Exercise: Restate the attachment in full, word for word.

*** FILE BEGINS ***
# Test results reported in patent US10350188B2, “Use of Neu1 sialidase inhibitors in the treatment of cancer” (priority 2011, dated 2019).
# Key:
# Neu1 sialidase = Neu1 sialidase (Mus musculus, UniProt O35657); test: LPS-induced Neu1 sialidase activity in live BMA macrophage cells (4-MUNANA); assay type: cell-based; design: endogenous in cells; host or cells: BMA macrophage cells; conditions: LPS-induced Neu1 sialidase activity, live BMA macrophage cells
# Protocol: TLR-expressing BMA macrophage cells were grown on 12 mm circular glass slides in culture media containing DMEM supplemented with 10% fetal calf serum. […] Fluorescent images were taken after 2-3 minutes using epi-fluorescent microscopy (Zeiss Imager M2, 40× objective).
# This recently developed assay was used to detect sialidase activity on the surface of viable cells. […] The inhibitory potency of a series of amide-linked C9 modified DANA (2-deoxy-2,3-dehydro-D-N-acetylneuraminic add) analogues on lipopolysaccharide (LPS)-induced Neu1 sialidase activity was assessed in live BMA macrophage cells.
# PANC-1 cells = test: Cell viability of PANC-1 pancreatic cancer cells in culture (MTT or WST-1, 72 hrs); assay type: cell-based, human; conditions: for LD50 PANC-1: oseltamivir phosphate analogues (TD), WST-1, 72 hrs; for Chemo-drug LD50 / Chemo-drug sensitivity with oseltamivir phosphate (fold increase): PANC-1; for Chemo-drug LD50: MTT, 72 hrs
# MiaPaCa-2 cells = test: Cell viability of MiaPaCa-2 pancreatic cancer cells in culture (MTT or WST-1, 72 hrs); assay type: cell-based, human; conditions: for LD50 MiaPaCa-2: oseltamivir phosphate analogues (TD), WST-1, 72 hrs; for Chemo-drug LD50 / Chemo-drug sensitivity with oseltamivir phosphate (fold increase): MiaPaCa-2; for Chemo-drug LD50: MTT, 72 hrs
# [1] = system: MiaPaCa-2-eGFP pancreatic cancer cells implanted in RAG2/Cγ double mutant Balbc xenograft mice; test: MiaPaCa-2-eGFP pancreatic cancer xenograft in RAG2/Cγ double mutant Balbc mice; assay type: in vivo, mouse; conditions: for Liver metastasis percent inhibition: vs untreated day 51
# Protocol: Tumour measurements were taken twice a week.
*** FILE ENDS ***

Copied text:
# Test results reported in patent US10350188B2, “Use of Neu1 sialidase inhibitors in the treatment of cancer” (priority 2011, dated 2019).
# Key:
# Neu1 sialidase = Neu1 sialidase (Mus musculus, UniProt O35657); test: LPS-induced Neu1 sialidase activity in live BMA macrophage cells (4-MUNANA); assay type: cell-based; design: endogenous in cells; host or cells: BMA macrophage cells; conditions: LPS-induced Neu1 sialidase activity, live BMA macrophage cells
# Protocol: TLR-expressing BMA macrophage cells were grown on 12 mm circular glass slides in culture media containing DMEM supplemented with 10% fetal calf serum. […] Fluorescent images were taken after 2-3 minutes using epi-fluorescent microscopy (Zeiss Imager M2, 40× objective).
# This recently developed assay was used to detect sialidase activity on the surface of viable cells. […] The inhibitory potency of a series of amide-linked C9 modified DANA (2-deoxy-2,3-dehydro-D-N-acetylneuraminic add) analogues on lipopolysaccharide (LPS)-induced Neu1 sialidase activity was assessed in live BMA macrophage cells.
# PANC-1 cells = test: Cell viability of PANC-1 pancreatic cancer cells in culture (MTT or WST-1, 72 hrs); assay type: cell-based, human; conditions: for LD50 PANC-1: oseltamivir phosphate analogues (TD), WST-1, 72 hrs; for Chemo-drug LD50 / Chemo-drug sensitivity with oseltamivir phosphate (fold increase): PANC-1; for Chemo-drug LD50: MTT, 72 hrs
# MiaPaCa-2 cells = test: Cell viability of MiaPaCa-2 pancreatic cancer cells in culture (MTT or WST-1, 72 hrs); assay type: cell-based, human; conditions: for LD50 MiaPaCa-2: oseltamivir phosphate analogues (TD), WST-1, 72 hrs; for Chemo-drug LD50 / Chemo-drug sensitivity with oseltamivir phosphate (fold increase): MiaPaCa-2; for Chemo-drug LD50: MTT, 72 hrs
# [1] = system: MiaPaCa-2-eGFP pancreatic cancer cells implanted in RAG2/Cγ double mutant Balbc xenograft mice; test: MiaPaCa-2-eGFP pancreatic cancer xenograft in RAG2/Cγ double mutant Balbc mice; assay type: in vivo, mouse; conditions: for Liver metastasis percent inhibition: vs untreated day 51
# Protocol: Tumour measurements were taken twice a week.